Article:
I miss my sister.
At a dozen years older, she was my wise elder, like an `auntie' at times, and in fact, my godmother too. A wicked sense of humour and a love of gardens, along with a huge dollop of charisma, were just a few of the traits that made her stand heads above the rest of us.
We used to visit gardens together (admiring, discussing; even when she was sick), often, and we both had garden beds of blue and yellow, that lovely pairing, not quite absolute contrasts, not quite complementary, just a perfect contrast. (Another sister has a kitchen and small living room of these colours (revolving around a cherished exquisite tapestry of those colours by an adored aunt) but my country garden, really, has plentiful other colours, too.)
This sister generously gave me (and my siblings) some money and of course mine went into the garden, onto this handsome flying duck, twirling in the wind, a crazy creature that J and I love (as does every visitor so far). He now needs his 3m pole obscured (at least partly) and - as it's near the sun and sky bed - I've thought long and hard about evergreen shrubs to about 2m height - but not wide (it's too near the path) - with blue (or yellow) flowers. They need to be pretty drought-tolerant, too.
As Eccles would say: `thinks':...
Blue: Plumbago: too wide (and untidy; even when pruned (hard or gently)), blue Clerodendron: too frost-tender. Plectranthus ecklonii - too purple, and too shade-requiring for this spot.
Yellow: Hypericum: has berries, and is thus weedy when you consider we are near bushland; Mahonia aquifolia would be too wispy; Acacia myrtifolia - too short-lived I suspect. A yellow grevillea: too wide.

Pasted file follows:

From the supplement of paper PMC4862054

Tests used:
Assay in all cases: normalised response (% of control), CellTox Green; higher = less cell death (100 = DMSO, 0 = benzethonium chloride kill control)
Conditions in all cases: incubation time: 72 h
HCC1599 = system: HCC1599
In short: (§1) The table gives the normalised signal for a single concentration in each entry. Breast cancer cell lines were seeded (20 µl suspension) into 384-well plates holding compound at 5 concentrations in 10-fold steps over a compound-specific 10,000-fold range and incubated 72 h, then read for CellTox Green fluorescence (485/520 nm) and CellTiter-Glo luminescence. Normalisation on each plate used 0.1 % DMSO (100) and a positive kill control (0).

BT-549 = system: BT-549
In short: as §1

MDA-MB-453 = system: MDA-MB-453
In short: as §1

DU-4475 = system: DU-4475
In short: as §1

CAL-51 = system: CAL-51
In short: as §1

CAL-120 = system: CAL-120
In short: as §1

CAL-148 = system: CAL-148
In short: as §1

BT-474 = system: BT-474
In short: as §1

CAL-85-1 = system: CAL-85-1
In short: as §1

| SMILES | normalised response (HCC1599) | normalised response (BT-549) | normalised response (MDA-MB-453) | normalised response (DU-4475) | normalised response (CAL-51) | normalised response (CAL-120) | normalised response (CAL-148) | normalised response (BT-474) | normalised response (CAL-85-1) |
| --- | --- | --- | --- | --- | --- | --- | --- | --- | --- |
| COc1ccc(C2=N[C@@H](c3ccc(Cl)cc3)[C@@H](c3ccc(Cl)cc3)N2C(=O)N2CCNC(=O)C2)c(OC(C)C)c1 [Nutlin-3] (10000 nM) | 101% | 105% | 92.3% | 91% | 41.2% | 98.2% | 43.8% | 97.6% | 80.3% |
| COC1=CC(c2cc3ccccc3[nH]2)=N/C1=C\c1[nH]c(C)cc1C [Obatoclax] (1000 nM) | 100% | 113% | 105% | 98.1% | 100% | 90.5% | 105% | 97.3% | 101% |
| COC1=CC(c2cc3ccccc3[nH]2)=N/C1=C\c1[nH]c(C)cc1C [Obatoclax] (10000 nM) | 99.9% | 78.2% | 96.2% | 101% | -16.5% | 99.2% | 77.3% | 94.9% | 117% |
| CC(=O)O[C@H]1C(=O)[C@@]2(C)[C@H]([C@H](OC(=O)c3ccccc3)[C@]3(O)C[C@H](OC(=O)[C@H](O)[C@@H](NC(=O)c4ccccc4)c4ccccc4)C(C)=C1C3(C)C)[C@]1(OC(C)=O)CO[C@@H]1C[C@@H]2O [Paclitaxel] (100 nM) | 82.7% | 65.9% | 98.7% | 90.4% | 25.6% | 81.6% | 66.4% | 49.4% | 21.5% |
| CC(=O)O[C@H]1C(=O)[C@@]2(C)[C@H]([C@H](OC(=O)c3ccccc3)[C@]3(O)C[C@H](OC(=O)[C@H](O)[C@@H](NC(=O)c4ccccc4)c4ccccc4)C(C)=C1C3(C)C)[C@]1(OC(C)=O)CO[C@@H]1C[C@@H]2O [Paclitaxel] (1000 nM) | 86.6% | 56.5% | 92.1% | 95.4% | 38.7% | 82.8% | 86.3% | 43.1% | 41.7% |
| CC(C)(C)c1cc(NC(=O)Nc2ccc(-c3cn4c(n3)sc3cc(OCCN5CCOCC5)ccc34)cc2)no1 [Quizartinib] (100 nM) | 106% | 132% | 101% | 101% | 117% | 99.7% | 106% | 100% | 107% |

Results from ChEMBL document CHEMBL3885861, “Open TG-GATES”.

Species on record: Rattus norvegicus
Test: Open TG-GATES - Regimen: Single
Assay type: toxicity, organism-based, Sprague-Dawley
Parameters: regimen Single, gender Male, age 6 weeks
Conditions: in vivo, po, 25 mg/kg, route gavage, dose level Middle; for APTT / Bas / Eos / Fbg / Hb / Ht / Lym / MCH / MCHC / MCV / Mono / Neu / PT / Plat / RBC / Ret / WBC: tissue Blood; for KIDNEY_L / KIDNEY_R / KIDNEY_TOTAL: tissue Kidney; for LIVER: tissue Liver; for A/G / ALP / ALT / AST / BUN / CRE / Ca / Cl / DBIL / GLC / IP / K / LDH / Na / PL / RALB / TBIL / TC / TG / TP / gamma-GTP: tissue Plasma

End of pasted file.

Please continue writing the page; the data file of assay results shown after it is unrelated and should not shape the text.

So maybe white flowers...Osmanthus heterophyllus...too slow growing (although think of the glorious scent..); Carpenteria californica, ditto; Pittosporum tobira...too tall. Dwarf lilly pilly: too boring (perfect, though, elsewhere).
Eureka - I have it! That lovely tall Cistus, `Bennett's White' (below), with large, pure white flowers of tissue-crepe about a gold centre (and no blotches - which I don't like). And so I am day-dreaming plants as I am driving and - can you believe it? - a few metres along, in the median strip, are a swathe of this exact cistus ,or rock rose, gloriously flowering. I had thought this variety were a rather uncommon plant; it's one I haven't seen in years, and rarely available for sale. Which town planner in Casey was responsible for this terrific planting?
So later I am driving past again and, in the dark and with feelings of guilt, stop to take some cuttings - just 2 sprigs from maybe 100 or more mature plants along a stretch 250m long, I hasten to add.
Will the gold centres of the flowers link the shrub to the surrounding sunny plantings? I think it will, and even better, as this cistus has a touch of grey to its leaves (which gives the plant a Mediterranean look), it links it to the next bed, the gentle transition to the blues and purples and greys before the silver bed.
Houston, I think we have a solution.
And how I wish I could tell my sister.
Jill Weatherhead is horticulturist, writer, garden designer and principal at Jill Weatherhead Garden Design who lives in the Dandenong Ranges east of Melbourne, and works throughout Victoria (www.jillweatherheadgardendesign.com.au)